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WPF Report Provides Context in Debate Over State Incentives

MADISON – Although its share of Wisconsin’s overall economy has declined in recent years, manufacturing continues to have an outsize impact on the state’s workforce, wages, exports, and gross domestic product, according to a new report by the nonpartisan, independent Wisconsin Policy Forum.

The latest issue of The Wisconsin Taxpayer, “Assembling Jobs,” aims to provide context for the ongoing debate over the role of manufacturing in the state’s economy as well as to examine state incentives and tax policy aimed at encouraging the industry.

WPF’s research found that:

  • In 2017, Wisconsin’s manufacturing sector produced $59.1 billion in economic output.
  • Manufacturers employed 16.4% of the state’s workforce, nearly double the national average of 8.6%, and the second-highest nationally.
  • The average manufacturing job in the state paid $56,980 annually in 2017, compared to the annual average statewide wage of $47,250.
  • Manufacturing accounted for more than 93% of Wisconsin exports, producing $20.8 billion of the state’s $22.3 billion in exports. Manufacturing exports rose 58.7% from 2000 to 2017.

The report also notes, however, that some other sectors of the economy have outpaced manufacturing in recent years.

For example, the manufacturing sector’s share of the state’s gross domestic product (GDP) declined from 24.3% in 2000 to 18.2% in 2017, while its share of the workforce fell from 21.7% to 16.4% in the same period. Still, the decline in manufacturing jobs in Wisconsin has been smaller than in the nation as a whole or in Illinois, Ohio, and Michigan.

The report also examines the tax exemptions and incentives Wisconsin provides manufacturing businesses and compares them to six other Upper Midwest states.

WPF researchers found many of these tax incentives are comparable, such as property tax exemptions for machinery and equipment and sales tax exemptions for machinery, repair parts, and raw materials.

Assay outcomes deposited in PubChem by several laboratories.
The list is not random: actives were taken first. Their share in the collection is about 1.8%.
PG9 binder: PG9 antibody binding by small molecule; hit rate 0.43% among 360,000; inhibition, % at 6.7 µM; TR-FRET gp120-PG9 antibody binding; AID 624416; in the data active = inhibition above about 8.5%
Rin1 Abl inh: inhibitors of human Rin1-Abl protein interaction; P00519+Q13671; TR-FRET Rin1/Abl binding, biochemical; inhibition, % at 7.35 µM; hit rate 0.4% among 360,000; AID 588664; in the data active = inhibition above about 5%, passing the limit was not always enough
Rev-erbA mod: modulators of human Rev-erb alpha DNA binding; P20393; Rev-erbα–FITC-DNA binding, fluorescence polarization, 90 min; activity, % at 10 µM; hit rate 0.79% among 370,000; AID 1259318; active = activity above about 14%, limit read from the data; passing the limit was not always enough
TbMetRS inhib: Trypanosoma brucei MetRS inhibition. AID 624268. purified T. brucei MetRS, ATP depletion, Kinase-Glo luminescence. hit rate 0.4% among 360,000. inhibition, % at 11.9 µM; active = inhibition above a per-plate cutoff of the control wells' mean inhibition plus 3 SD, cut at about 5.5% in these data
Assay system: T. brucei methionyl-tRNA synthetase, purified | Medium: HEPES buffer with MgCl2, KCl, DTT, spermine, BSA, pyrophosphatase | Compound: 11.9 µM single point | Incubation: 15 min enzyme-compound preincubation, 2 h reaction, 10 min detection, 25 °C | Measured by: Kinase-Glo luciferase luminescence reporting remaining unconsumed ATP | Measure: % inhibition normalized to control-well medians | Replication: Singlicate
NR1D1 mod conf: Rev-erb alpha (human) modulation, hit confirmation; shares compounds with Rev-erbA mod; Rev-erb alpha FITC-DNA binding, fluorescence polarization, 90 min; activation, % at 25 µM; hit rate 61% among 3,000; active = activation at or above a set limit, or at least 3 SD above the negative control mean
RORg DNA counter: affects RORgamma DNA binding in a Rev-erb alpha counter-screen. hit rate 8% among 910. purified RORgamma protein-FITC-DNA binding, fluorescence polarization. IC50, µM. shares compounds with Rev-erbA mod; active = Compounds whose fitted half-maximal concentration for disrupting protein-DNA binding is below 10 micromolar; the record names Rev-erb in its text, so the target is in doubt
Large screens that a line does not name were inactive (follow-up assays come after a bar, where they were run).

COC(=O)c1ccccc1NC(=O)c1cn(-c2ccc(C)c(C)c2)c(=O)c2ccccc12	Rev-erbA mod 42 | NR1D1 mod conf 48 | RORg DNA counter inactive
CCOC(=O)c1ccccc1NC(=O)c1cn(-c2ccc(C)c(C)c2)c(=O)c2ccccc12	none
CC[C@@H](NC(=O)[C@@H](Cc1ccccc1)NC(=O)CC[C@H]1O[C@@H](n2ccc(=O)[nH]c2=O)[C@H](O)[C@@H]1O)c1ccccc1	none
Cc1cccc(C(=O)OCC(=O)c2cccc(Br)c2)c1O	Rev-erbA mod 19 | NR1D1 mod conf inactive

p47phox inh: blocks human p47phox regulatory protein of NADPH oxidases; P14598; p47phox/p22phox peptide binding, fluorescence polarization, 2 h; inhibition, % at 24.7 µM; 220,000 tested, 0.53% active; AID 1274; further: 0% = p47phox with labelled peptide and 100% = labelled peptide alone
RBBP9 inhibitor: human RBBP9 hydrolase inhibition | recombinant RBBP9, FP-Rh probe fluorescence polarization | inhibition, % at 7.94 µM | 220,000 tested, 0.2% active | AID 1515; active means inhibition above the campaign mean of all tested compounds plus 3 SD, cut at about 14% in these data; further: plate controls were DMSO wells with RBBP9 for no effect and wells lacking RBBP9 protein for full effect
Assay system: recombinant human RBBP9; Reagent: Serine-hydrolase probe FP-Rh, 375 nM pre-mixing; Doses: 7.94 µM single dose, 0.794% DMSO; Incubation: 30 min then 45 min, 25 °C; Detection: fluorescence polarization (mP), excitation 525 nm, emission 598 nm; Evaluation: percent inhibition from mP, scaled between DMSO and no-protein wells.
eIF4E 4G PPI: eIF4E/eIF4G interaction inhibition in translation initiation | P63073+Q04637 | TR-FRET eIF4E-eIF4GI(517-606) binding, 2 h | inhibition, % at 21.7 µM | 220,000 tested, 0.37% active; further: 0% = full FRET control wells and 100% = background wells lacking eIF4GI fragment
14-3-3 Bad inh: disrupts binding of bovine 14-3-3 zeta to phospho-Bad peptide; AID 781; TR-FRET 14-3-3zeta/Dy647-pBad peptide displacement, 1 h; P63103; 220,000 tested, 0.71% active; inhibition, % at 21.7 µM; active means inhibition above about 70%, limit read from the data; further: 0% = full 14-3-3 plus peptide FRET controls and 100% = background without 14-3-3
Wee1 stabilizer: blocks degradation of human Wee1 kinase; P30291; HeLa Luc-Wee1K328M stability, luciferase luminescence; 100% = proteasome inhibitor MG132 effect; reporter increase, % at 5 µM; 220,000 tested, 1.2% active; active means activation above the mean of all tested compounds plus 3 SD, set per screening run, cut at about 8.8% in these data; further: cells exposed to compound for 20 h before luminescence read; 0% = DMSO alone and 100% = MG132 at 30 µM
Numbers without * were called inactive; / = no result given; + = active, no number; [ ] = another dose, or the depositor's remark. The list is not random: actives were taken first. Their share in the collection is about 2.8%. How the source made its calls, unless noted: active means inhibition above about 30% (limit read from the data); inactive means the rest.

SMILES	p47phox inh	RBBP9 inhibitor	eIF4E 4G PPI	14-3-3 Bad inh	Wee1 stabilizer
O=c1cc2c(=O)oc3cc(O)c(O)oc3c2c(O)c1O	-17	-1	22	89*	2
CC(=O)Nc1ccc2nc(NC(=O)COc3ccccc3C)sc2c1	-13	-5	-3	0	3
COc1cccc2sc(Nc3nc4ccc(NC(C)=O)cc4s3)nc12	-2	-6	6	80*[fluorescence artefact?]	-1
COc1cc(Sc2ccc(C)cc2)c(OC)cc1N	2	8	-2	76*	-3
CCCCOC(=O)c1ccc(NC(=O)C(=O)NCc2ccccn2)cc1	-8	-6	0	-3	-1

Wisconsin manufacturers “receive a larger portion of state incentives than their share of state GDP might predict, but in return they also pledge more jobs than other award recipients,” the report notes. For example, roughly half of the $148.4 million in tax credits, grants, loans, and other incentives awarded by the Wisconsin Economic Development Corporation (WEDC) in 2016 went to manufacturers, WPF researchers found.

But manufacturers “made an outsized contribution to the total capital investment and job creation and retention pledges secured by WEDC’s 2016 awards, providing more than three out of the five jobs pledged even though they accounted for half of the total awards.”

Overall, the report calculates Wisconsin state support for manufacturing, including tax exemptions, incentives, and other aids, totaled $928.1 million in 2016, the last year for which complete figures are available. After adjusting for inflation, that figure was 28.1% higher than in 2008.

This amount could rise by hundreds of millions of dollars to reflect the phase-in of the manufacturing and agriculture tax credit and incentives promised to the Foxconn Technology Corp.’s plant in Racine County. The Foxconn incentives, which have been projected to cost more than $2.85 billion, are contingent on its hiring of more than 13,000 workers and investing $10 billion in its facility.

The report suggests policymakers may want to consider several factors in weighing current and future incentives to manufacturers, including:

  • The extent to which manufacturers play a vital and hard-to-replace role in Wisconsin’s economy.
  • What forms of aid will provide the best return to taxpayers.
  • How Wisconsin compares to other states in its support for manufacturing compared to other sectors of the economy.

“Balancing these complex and often competing questions is not just an economic exercise – it has been and will likely continue to be a political question. Manufacturing has played and will continue to play an important part in Wisconsin’s economy, ensuring the state will grapple with how to foster the industry for years to come,” the report concludes.

The full report can be found here.

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